Wednesday, October 10, 2007

An uncommon comfort, and a somewhat less elegant phase.

Well, I am going to type fast in an attempt to finish this before city power kicks off around 11. I may not make it, in which case I will post this tomorrow morning.

Today was the last day of school before fall break, so it was only a half day. I felt sorry for the teachers, because they crammed all the regular classes into the day, so everyone had about a half-hour of classes. My day was a lot like my day has been the past couple of days - long periods of little perturbation punctuated by a half-hour or hour of running all over campus because three people need something in a short period of time.

Oh, and one of the H.S. teachers was offering his students a 1/10th of 1% bonus for dressing in traditional local clothing. He and one of the other male teachers wore their 'suits', and he offered me one of his to wear also. It was pretty neat, lots of the students told me I looked good. The one strange thing is that the pants here are made one size fits all - and I mean all. I think four or five people could easily, well not easily mechanically, but space wise, easily wear the same pair of pants. I took a picture or two, I will try to put one up tomorrow when I'm not trying to beat the power change.

After school, one of the teachers had a dinner for a group of students and their friends. It was a Mystery Dinner, one of those things where the kids get a menu with cryptic lists of items, and they have to decipher and pick what they get. They had asked a number of teachers to help serve, so a number of us had agreed - there were about 12 of us helping. Most of the teachers served tables, one or two were photographers, and I volunteered with another teacher to run the kitchen. Now, I'm sure the kids were fun for the servers, but I was much happier in the kitchen. I can usually grok logistical situations, much better than trying to interact with the kids. It was fun. I went out and hung out with a few of the folks afterwards, I enjoyed that also. One of the nice things about hanging around with people who like to talk is that I don't have to... I sound much smarter the less I say (which is why I seem less and less intelligent the more you read my blog.). One of the things we talked about was how kids often rebel against their parents' social mores. I said, "Well, just look at the 20th century. The early decades were pretty conservative, then you had the Roaring Twenties, pretty 'progressive', followed by the Depression, which, admittedly, was kind of a downer, then the War, which didn't help." I got a good chuckle out of that, and I wasn't even trying for one! If I were a lesser man, I'd be overly pleased. As it is, I'm just pretty pleased.

One thing I've been struck with here recently is how there exist seemingly prescribed scripts for interaction with others. Part of it is with the locals who don't speak much English, and since I don't speak much of their language, we have a couple of basic ways to speak with each other. But I've also noticed it in phone conversations I over hear our national staff have with other nationals. There are a couple phrases that I can pretty well predict the order of during the opening phases of a conversation, it seems more regularly than English. Does anyone else notice that in a foreign culture they've spent some time in?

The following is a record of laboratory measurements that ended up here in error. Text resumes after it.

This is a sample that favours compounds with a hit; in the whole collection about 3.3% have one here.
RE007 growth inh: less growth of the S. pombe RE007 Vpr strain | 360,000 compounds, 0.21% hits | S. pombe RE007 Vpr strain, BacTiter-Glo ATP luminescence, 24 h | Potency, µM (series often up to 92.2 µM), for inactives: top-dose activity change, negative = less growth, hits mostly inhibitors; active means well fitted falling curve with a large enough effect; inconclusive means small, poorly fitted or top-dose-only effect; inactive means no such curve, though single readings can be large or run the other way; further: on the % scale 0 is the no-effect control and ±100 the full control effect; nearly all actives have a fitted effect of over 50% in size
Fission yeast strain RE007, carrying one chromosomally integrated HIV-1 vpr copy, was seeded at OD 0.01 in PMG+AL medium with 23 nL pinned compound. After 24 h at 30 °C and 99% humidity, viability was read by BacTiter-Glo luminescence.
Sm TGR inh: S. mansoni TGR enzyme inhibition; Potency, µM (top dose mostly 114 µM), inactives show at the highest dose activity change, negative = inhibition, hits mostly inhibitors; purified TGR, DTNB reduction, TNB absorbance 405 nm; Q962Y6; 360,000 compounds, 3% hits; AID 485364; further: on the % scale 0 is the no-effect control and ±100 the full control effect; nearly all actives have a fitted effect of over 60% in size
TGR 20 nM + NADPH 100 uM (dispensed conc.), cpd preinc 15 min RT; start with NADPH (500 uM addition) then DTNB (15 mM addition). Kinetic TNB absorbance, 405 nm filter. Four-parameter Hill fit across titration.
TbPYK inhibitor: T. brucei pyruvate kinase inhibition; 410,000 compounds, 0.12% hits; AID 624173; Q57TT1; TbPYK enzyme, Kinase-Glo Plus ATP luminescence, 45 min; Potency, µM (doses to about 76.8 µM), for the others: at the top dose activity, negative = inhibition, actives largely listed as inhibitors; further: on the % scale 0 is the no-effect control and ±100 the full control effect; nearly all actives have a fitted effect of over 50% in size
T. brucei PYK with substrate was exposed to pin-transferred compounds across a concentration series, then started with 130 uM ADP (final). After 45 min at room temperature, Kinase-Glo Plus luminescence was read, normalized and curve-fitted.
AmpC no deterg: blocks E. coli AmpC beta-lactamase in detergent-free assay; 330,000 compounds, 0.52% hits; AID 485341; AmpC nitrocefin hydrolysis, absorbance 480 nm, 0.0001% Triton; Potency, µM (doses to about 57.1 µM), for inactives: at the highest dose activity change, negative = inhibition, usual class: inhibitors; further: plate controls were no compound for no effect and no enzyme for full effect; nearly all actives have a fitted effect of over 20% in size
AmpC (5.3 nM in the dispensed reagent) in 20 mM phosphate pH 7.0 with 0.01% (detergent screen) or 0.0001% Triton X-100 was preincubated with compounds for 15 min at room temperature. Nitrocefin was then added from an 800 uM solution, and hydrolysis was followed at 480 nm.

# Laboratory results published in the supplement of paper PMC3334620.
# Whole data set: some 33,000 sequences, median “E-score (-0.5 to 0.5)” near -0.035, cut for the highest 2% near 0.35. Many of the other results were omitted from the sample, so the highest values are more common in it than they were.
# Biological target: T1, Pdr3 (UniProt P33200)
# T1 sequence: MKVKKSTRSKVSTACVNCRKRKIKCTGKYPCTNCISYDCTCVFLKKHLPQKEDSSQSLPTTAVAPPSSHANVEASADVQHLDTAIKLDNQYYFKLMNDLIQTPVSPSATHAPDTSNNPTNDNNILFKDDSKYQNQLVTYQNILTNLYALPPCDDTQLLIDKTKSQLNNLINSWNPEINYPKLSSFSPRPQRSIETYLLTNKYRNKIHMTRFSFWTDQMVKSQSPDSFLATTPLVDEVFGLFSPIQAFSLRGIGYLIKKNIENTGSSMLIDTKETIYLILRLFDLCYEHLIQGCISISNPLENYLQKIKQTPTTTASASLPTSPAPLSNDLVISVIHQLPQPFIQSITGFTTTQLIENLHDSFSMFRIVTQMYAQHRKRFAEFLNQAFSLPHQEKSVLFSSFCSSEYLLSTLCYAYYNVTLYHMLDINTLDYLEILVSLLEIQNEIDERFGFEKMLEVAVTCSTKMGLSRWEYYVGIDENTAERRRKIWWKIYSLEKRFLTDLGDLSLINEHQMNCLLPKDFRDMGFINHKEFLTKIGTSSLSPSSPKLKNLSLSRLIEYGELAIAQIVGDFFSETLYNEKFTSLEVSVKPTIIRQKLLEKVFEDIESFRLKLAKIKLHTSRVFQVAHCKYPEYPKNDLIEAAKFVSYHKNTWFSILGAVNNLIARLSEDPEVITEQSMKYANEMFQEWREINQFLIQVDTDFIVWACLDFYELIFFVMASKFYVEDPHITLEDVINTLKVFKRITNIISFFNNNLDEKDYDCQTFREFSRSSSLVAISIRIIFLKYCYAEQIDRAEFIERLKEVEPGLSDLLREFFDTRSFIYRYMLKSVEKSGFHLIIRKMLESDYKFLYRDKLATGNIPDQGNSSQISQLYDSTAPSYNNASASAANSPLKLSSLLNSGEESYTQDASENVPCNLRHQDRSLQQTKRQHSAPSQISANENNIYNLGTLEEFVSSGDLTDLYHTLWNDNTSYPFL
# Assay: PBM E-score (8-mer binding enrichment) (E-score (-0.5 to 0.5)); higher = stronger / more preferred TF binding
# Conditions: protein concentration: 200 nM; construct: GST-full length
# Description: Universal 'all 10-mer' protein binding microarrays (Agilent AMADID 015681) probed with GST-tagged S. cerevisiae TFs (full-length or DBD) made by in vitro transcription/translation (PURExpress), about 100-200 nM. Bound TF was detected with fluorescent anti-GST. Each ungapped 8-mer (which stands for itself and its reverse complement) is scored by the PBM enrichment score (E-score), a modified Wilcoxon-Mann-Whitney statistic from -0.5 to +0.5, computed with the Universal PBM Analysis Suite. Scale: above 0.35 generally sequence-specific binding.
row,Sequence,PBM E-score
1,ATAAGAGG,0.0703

One more funny. I'm not entirely sure, I've been asking people and they don't think so, but I'm wondering if shaving means, in this culture, that I'm about to be married. The reason I wonder this is that one of the guards saw me today, (I haven't seen him the past couple days, I think it's been his weekend), and he said, "oh, oh, Congratulations! Congratulations!" while rubbing his chin, pointing at me, and then giving me a thumbs up. Now, I know he's not trying to insult me with the thumbs up, because our guards don't do that, they know what it means to us. And I don't know how much English he exactly knows, so I don't know if Congratulations is the word he knows for "Looks Good!", but I'm kind of worried what will happen if I don't magick myself a wife pretty soon...

Well, I've finished eating my comfort food of nan and over-carbonated, locally bottled Sprite, and it's about 11:00 P.M. I'm going to post this out so it gets online. We are to follow.

(Edit note - right as I went to post last night, City Power went off. Timing, eh? Some people have said here it gets below freezing at night, but if it does, it must warm back up pretty fast because it's definitely above freezing now.)


nln said...

I think you are just more sensitive to the similarity of all opening comments when it is another language. I used to think I could probably answer the phone pretty well in Chinese when I was in grad school because of my roommates, though I would not have really known what I was saying .. they always said pretty much the same thing. But think about it - don't you? And a receptionst/secretary would probably do so even more so: "Hello" "yes" "Yes, this is the school" "She's not here" "I'll transfer you" "Not now" etc.

Anonymous said...

I disagree. Around here the opening comments are always the same. Way more than in English. Closing comments are the same too. Maybe it is just Middle Eastern Languages? COuld be the culture....